South Africa served up another supporting statement to my claim of never being disappointed, as soon after we parked and sat on the rocks, about 200 yards offshore we saw a mass climb out of the water, launching itself like a over buoyant submarine. The calm seas were greatly disturbed by this change in serenity. I had learned that an individual whale often will jump out of the water in sets, so I told Mama to watch the same spot. Sure enough, the same whale came right back up again after about 10 seconds to regain its power, and again and then, one more. All told, we were privileged to see four complete soarings, each met with a splash of white water high enough to reach over the roof of a house. As soon as we relaxed after taking in nature’s never ending home movies and expressing ourselves in basic human groans of, “Oooohhhhh” and “Look, look, look, look, look”, another animal breached and provided subsequent jumps. We were thrilled to have seen various animals showcase their talents to us.

Why do these creatures hurtle themselves out of the water? Scientists have a few formulas, but they admit they are but guesswork. Some offer the suggestions what the whales might be trying to rid themselves of the barnacles on their skin. Others profess that the whales could be communicating of showing off for their female interests. Still other scientists think the animal might just be having fun. The latter proposal seems to make me feel the best. Its always nice to see animals enjoying themselves in nature as the challenge of survival for them if often a daily test. We humans don’t always appreciate the fragility of life. Wow, what an ending to two wonderful days of whale watching.

We drove back to the Jansens, thanked them for their hospitality and beagn the one and one half hour drive to Cape Town. A choice is to be made when driving back to Cape Town. We could have taken Sir Lowry’s Pass, over the mountains and providing us with an exceptional view of Somerset West and east Cape Town. Or we could drive along the sea road, through Kleinmond, Vermont and Betty’s Bay. The latter option produced scenic, but winding roads. The sun was going to set in an hour but I thought the views of the coastal road would be stunning. Just outside of Kleinmond, we crossed a river that emptied into the sea. In 2000, I stopped on the bridge crossing this river as there were a few people in bathing suits standing on the edge of the bridge’s guard rail. I was curious as to what they were doing, so I pulled off and summarily watched as one by one, some of them jumped into the river below. In the river’s edge there were boulders creating tidal pools and 20-30 teenagers enjoying the cool water providing refuge from the January heat. As I peered over the edge, a friendly girl from South Africa asked me if I would like to take the plunge. I am not one for heights, and best I could tell, this jump was more than 30 feet high, probably more like 40 or 45 feet. The swimmers were all interested in watching the foreigner take the leap, so I took of my shirt (I elected to keep my shoes on to help break the water’s surface), pushed myself up the concrete guardrail and looked down. The good news was that I had watched a few people ahead of me jump so I knew the water was deep enough and free of rocks below the surface. In fact, I could see 6 feet or so below the surface. The bad news is that it looked even higher now that I had nothing separating me from the drop. With chants from the small crowd, I launched myself, falling ever faster, until my feet touched the water. I must admit I was underwater for a bit longer than I would have liked but I managed to struggle to the surface and was met by a round of cackles, groans, laughter and few rounds of applause from the small crowd. I was 34 at the time and imagine that the teenagers looked at me as some old man taking the jump. I stayed at the river for about an hour, chatting with some of the swimmers. All were quite hospitable and friendly to me.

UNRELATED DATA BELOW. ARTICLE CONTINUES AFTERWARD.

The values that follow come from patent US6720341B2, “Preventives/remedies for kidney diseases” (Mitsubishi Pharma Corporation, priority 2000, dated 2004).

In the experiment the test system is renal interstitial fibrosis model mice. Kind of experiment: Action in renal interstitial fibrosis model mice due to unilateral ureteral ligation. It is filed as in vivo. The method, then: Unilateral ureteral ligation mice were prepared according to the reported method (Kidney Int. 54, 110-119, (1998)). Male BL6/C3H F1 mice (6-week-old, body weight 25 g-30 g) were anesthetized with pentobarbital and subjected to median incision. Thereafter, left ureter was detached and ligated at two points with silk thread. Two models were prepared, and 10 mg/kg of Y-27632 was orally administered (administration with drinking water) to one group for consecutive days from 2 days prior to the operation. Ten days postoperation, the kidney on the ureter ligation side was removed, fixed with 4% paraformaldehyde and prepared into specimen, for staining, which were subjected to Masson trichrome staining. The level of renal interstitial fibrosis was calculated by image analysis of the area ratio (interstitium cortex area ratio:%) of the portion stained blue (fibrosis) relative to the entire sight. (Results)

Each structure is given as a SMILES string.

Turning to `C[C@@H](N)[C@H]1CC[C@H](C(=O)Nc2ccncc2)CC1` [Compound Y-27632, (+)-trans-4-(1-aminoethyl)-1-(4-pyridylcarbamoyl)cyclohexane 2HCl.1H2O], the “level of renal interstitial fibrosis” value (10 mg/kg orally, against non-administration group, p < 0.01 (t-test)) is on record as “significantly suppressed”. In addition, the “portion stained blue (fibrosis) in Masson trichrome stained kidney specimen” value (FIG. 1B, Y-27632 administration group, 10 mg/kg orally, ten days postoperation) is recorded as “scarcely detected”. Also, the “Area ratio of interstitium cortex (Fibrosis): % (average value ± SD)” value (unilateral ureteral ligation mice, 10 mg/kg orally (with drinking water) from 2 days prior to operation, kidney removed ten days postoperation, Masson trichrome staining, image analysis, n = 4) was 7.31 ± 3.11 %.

I wanted to show Mama the place where I had jumped from the bridge and the sketch Rebecca had made of my jump. Someone in that small crowd had taken a photo of my jump and set it to me. Rebecca, while in Interior Design school in 2006, had sketched my jump for a class project. My mother took one look over the bridge’s edge and decided that I had made a poor decision in taking the plunge.

We got back in the car, and drove the remaining hour while watching the sun set over the mountains while I drive hugged the sea and gave us an unobstructed view of False Bay. The twists and turns were many and beautiful Probably too many for Mama, but she only gripped the hard rest a little tighter and watched the sea pass by her window.

I was excited to share with her the last place we would be staying during our journey, 1 Chapman’s Peak Drive, in Cape Town’s suburb of Hout Bay. The condominium complex of 1 Chapman’s Peak Drive is well named as it rests just on the bank of Chapman’s Peak as it slips into the Hout Bay harbor. My friend, Graham Haywood, is a tour guide and has driven a few of my guests around Cape Town. He and I have become friends and he recommended the idea of staying at a neighboring condominium owned by his friend who was out of town. The views from 1 Chapman’s Peak are stunning as I have been in Graham’s apartment so I was excited to have the same opportunity to share the views with Mama. All was in good order until we opened the door. Yes, the views were magnificent, but the place was so spartanly decorated it looked like a prison cell (granted a big one with beautiful views). Hout Bay literally sat below us from the deck and we took in a sweeping view of the harbor and the peak protecting its calm waters. If only we had more than 2 sofas and two beds, we would have loved it. We got a bit of a chuckle out of the entire affair and I resolved, despite the stunning scenery outside, to have us stay at a more livable B&B just in Hout Bay, Amblewood Guest House. We went to bed and were happy to realize a beautiful house does not necessarily mean it is also a home.

Filed under: South Africa Safari · Author: admin